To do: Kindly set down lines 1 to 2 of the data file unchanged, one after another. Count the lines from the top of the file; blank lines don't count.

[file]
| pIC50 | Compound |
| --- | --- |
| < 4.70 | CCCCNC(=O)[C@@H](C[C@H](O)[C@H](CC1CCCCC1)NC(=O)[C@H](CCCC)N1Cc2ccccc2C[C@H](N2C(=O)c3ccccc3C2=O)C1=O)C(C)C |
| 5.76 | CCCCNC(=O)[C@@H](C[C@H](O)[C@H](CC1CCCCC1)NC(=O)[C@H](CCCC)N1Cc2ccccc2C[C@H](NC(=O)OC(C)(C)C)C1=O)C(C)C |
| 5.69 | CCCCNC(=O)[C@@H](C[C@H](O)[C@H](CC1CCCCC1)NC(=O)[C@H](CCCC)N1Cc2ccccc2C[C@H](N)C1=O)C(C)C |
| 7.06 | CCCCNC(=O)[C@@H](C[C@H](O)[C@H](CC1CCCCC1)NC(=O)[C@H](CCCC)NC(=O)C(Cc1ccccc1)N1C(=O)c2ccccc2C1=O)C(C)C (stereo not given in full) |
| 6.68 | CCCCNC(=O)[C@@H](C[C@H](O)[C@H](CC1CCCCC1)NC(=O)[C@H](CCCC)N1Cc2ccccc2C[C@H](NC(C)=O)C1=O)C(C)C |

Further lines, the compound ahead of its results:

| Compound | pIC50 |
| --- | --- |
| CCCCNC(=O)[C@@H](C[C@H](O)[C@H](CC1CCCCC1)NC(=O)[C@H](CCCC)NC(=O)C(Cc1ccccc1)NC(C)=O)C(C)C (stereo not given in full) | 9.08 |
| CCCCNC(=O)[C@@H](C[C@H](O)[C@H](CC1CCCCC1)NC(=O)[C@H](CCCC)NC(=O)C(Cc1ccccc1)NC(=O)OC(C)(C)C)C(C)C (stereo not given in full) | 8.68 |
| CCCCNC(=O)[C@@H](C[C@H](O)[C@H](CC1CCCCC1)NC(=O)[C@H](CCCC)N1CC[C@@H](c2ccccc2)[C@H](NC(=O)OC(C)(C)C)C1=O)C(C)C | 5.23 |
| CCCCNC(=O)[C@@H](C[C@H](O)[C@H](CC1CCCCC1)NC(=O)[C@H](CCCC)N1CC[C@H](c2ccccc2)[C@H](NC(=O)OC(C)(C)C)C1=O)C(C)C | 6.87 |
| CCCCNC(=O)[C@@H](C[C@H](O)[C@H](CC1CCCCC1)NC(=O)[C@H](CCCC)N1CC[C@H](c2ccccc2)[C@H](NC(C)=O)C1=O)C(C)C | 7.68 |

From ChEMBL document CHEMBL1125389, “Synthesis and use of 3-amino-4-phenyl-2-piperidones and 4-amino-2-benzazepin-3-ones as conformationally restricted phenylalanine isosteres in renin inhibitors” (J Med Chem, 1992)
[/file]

| pIC50 | Compound |
| --- | --- |